Winter is one of the best times of the year for outdoor photography; especially landscapes. The cold, crisp air will ensure you do not get as much atmospheric haze and so your images can appear sharper. Icy and snowy conditions can also provide a wonderful subject in photos. Often any landscape scene looks even more impressive with a dusting of snow as the contrast of the white and darker areas really stands out. But photographing in winter comes with its own challenges. So here are 6 tips for photographing in winter.
Make sure you are prepared
The first part of any successful shoot is preparation and this is even more vital in winter. So before you set out to photograph make sure that you are going to be warm enough. Keep in mind that temperatures can drop dramatically early morning and late afternoon and even more at night. You should also make sure that you have a good quality pair of gloves as your hands will be out most of the time. Also, make sure that you take plenty of batteries with you as cold conditions drain batteries faster. Lastly, always make sure that you have some outdoor essentials with you such as a torch or even a first aid kit. It’s easy to slip on ice in winter conditions so it is best to be prepared.
Don’t forget your polarizer
Besides your tripod (if you are planning to be shooting in low-light conditions such as sunrise or sunset), a polarizing filter can be invaluable in winter conditions. Not only will a polarizer help cut unwanted reflections on ice, snow and even water, but it will also help bring out the blues and greens in your image. So your beautiful snowy scene can be complemented with a bright and striking sky. Even though at this time of year there shouldn’t be as much haze in the sky, if you do encounter some, a polarizer can help add some contrast to those areas.
Even though the days are shorter, one of the best things about winter is that the sun remains low in the sky for long periods. This translates to more time with the best light for outdoor photography. The low sun will help enhance shadows and give the scene much more contrast. The other great benefit of photographing in winter is the much more manageable sunrise and sunset times. After all, wouldn’t you prefer to be getting up at 8 am rather than 4:30 am? Because of the low sun and easier sunrise and sunset times, you can pretty much shoot all day. Something that would be very exhausting in the summer months.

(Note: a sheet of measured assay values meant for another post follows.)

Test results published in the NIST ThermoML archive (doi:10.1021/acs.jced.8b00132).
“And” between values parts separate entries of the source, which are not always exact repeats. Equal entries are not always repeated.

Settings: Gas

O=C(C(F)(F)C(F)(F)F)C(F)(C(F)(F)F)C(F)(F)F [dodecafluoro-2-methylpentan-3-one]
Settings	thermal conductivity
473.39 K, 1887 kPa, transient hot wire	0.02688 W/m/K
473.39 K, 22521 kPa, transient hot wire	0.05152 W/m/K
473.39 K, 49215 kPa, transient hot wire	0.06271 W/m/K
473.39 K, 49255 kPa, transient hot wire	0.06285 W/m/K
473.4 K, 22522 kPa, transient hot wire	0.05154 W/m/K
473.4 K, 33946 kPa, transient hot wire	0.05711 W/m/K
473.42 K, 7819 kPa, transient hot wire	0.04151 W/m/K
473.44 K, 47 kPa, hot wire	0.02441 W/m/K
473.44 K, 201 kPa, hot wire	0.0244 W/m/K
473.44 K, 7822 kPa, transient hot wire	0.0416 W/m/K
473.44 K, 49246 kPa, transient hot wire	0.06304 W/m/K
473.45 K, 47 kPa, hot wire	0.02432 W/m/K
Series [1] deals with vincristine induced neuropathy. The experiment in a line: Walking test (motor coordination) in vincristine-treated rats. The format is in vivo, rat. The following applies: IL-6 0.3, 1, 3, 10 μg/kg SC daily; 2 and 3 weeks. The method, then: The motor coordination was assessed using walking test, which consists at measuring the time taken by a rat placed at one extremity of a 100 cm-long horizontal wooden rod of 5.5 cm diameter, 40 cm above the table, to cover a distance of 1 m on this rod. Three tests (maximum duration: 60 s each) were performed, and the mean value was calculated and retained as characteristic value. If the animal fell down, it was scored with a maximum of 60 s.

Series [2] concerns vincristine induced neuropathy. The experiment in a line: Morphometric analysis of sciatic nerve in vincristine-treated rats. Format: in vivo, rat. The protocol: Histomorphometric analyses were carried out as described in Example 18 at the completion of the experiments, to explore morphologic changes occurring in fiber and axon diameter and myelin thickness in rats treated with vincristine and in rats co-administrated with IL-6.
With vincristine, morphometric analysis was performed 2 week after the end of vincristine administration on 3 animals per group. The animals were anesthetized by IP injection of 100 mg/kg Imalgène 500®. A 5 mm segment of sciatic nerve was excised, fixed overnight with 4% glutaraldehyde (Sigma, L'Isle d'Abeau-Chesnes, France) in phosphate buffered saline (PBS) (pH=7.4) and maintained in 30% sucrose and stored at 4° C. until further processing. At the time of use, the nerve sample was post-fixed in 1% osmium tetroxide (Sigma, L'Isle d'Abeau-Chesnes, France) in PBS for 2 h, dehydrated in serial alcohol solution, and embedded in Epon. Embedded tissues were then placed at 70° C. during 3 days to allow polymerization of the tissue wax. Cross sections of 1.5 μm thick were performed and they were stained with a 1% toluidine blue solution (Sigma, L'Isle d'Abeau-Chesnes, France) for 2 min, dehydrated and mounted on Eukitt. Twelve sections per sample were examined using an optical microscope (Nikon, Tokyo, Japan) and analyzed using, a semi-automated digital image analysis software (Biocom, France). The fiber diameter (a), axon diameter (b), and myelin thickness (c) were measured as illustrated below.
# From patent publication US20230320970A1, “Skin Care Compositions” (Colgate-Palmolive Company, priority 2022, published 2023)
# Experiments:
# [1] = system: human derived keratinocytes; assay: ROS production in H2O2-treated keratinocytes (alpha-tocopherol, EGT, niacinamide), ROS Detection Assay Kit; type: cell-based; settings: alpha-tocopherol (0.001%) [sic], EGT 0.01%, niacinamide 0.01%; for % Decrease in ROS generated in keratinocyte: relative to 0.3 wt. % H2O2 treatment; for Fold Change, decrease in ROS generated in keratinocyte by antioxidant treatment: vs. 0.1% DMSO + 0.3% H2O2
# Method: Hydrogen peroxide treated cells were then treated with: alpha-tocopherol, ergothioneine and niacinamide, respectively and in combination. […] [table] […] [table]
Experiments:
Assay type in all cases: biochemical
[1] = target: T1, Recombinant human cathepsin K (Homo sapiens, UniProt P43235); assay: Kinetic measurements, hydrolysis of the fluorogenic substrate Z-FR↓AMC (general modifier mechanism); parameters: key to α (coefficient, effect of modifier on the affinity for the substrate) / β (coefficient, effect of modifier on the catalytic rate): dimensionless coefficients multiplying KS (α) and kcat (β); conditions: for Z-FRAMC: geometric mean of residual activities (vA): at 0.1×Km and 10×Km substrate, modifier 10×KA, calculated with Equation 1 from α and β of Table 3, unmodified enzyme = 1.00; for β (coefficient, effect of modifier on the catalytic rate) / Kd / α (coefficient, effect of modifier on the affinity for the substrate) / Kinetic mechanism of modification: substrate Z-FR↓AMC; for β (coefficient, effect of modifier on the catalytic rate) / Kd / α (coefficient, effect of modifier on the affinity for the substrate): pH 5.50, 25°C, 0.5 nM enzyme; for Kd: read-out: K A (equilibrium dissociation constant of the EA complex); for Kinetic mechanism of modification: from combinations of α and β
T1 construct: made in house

You may need to overexpose
One of the biggest challenges when photographing in winter months is getting your exposure correct. It might seem strange but if you are faced with snowy conditions you will actually need to overexpose your image to get the correct exposure. The reason for this is that the snow will make the scene seem very bright and trick your camera’s light meter into thinking that it needs to underexpose. This means that your photo will look darker and the white areas such as snow will have a grey tint to them. The way to combat this issue is to overexpose your image by around 1 stop. This will help give your scene a much more natural look and make the snow appear more white.
Set the right white balance
Sometimes you may find that your photo suffers from an unnatural tint. This is especially evident when photographing snow on bright sunny days (also overcast or cloudy days) when often you’ll get a bluish tint across your image. You can either fix this at the time of shooting by adjusting the white balance on your camera or if you shoot in RAW format, in post-production. The great thing about shooting in RAW is that even if you selected one of your camera’s white balance modes at the time of shooting, then you can switch to others in post-production.
Find the right scene
There are a lot of positives when photographing in winter. But one of the negatives is being able to make your photo seem interesting when you have a snowy scene. The problem with heavy snow is that it blankets over all of the interesting textures and colours that are around us. So to make a winter scene really stand out you often have to be a bit more careful with your composition. The key is to find the right scene with some form of point of interest that you can build around. It could be a house, trees, river, rocks or even animals or people. So be on the lookout for these elements that can give your photo a bit more context and help the composition.
Winter is truly a wonderful time to be photographing outdoors. If you can brave the conditions then often you will be rewarded with some stunning photos. Follow the tips above and you will be well on your way to capturing great winter photos.
Photo credits: Kav Dadfar – All rights reserved. No usage without permission. Dreamstime.